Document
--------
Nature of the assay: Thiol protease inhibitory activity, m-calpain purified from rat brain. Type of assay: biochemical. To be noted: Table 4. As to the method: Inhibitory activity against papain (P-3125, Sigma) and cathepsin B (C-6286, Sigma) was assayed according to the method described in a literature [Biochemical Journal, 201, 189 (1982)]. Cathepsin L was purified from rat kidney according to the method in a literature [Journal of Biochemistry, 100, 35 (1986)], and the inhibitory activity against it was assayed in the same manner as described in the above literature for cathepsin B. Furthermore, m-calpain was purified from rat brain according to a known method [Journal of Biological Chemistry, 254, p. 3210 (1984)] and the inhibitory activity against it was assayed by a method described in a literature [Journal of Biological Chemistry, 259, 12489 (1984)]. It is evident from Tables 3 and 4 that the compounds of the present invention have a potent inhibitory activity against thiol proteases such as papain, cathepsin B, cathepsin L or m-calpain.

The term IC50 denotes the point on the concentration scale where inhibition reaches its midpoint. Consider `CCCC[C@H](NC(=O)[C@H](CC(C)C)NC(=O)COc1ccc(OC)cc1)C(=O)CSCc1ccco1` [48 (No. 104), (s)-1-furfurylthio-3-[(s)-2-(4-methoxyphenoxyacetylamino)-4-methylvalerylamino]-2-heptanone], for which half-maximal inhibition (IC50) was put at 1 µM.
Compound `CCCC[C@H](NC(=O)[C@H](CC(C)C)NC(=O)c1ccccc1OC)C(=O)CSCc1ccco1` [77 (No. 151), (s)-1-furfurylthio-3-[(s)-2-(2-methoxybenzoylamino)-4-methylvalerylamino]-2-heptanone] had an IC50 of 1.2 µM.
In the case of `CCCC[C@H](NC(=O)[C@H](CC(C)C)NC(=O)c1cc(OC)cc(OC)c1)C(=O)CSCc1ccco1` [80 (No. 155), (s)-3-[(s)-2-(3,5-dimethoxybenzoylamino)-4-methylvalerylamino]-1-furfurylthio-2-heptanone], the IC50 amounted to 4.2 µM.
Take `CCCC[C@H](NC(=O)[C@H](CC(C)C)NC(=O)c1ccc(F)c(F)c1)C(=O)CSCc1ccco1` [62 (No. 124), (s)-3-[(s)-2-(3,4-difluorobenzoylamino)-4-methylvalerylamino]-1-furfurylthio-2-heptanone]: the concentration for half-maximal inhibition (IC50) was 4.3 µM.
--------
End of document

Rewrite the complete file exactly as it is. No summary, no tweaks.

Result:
Nature of the assay: Thiol protease inhibitory activity, m-calpain purified from rat brain. Type of assay: biochemical. To be noted: Table 4. As to the method: Inhibitory activity against papain (P-3125, Sigma) and cathepsin B (C-6286, Sigma) was assayed according to the method described in a literature [Biochemical Journal, 201, 189 (1982)]. Cathepsin L was purified from rat kidney according to the method in a literature [Journal of Biochemistry, 100, 35 (1986)], and the inhibitory activity against it was assayed in the same manner as described in the above literature for cathepsin B. Furthermore, m-calpain was purified from rat brain according to a known method [Journal of Biological Chemistry, 254, p. 3210 (1984)] and the inhibitory activity against it was assayed by a method described in a literature [Journal of Biological Chemistry, 259, 12489 (1984)]. It is evident from Tables 3 and 4 that the compounds of the present invention have a potent inhibitory activity against thiol proteases such as papain, cathepsin B, cathepsin L or m-calpain.

The term IC50 denotes the point on the concentration scale where inhibition reaches its midpoint. Consider `CCCC[C@H](NC(=O)[C@H](CC(C)C)NC(=O)COc1ccc(OC)cc1)C(=O)CSCc1ccco1` [48 (No. 104), (s)-1-furfurylthio-3-[(s)-2-(4-methoxyphenoxyacetylamino)-4-methylvalerylamino]-2-heptanone], for which half-maximal inhibition (IC50) was put at 1 µM.
Compound `CCCC[C@H](NC(=O)[C@H](CC(C)C)NC(=O)c1ccccc1OC)C(=O)CSCc1ccco1` [77 (No. 151), (s)-1-furfurylthio-3-[(s)-2-(2-methoxybenzoylamino)-4-methylvalerylamino]-2-heptanone] had an IC50 of 1.2 µM.
In the case of `CCCC[C@H](NC(=O)[C@H](CC(C)C)NC(=O)c1cc(OC)cc(OC)c1)C(=O)CSCc1ccco1` [80 (No. 155), (s)-3-[(s)-2-(3,5-dimethoxybenzoylamino)-4-methylvalerylamino]-1-furfurylthio-2-heptanone], the IC50 amounted to 4.2 µM.
Take `CCCC[C@H](NC(=O)[C@H](CC(C)C)NC(=O)c1ccc(F)c(F)c1)C(=O)CSCc1ccco1` [62 (No. 124), (s)-3-[(s)-2-(3,4-difluorobenzoylamino)-4-methylvalerylamino]-1-furfurylthio-2-heptanone]: the concentration for half-maximal inhibition (IC50) was 4.3 µM.